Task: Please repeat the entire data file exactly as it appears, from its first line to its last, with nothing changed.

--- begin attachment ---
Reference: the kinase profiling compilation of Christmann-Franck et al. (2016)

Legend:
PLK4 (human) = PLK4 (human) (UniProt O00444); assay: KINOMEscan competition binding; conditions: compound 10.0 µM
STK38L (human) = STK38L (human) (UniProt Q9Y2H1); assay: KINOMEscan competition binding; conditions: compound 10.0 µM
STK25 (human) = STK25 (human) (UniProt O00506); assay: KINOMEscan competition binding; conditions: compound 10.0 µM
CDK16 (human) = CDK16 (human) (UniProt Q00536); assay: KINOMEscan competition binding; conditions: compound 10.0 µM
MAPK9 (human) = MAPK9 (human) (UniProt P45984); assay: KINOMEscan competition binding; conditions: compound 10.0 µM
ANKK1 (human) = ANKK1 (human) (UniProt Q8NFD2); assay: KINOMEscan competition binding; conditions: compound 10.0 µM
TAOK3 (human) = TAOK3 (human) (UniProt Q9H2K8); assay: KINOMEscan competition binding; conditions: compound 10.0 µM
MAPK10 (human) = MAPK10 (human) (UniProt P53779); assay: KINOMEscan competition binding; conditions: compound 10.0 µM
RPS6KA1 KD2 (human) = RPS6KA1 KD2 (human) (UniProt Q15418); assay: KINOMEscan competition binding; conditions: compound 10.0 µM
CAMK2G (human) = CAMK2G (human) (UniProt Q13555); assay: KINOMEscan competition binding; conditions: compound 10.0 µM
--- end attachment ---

Reference: the kinase profiling compilation of Christmann-Franck et al. (2016)

Legend:
PLK4 (human) = PLK4 (human) (UniProt O00444); assay: KINOMEscan competition binding; conditions: compound 10.0 µM
STK38L (human) = STK38L (human) (UniProt Q9Y2H1); assay: KINOMEscan competition binding; conditions: compound 10.0 µM
STK25 (human) = STK25 (human) (UniProt O00506); assay: KINOMEscan competition binding; conditions: compound 10.0 µM
CDK16 (human) = CDK16 (human) (UniProt Q00536); assay: KINOMEscan competition binding; conditions: compound 10.0 µM
MAPK9 (human) = MAPK9 (human) (UniProt P45984); assay: KINOMEscan competition binding; conditions: compound 10.0 µM
ANKK1 (human) = ANKK1 (human) (UniProt Q8NFD2); assay: KINOMEscan competition binding; conditions: compound 10.0 µM
TAOK3 (human) = TAOK3 (human) (UniProt Q9H2K8); assay: KINOMEscan competition binding; conditions: compound 10.0 µM
MAPK10 (human) = MAPK10 (human) (UniProt P53779); assay: KINOMEscan competition binding; conditions: compound 10.0 µM
RPS6KA1 KD2 (human) = RPS6KA1 KD2 (human) (UniProt Q15418); assay: KINOMEscan competition binding; conditions: compound 10.0 µM
CAMK2G (human) = CAMK2G (human) (UniProt Q13555); assay: KINOMEscan competition binding; conditions: compound 10.0 µM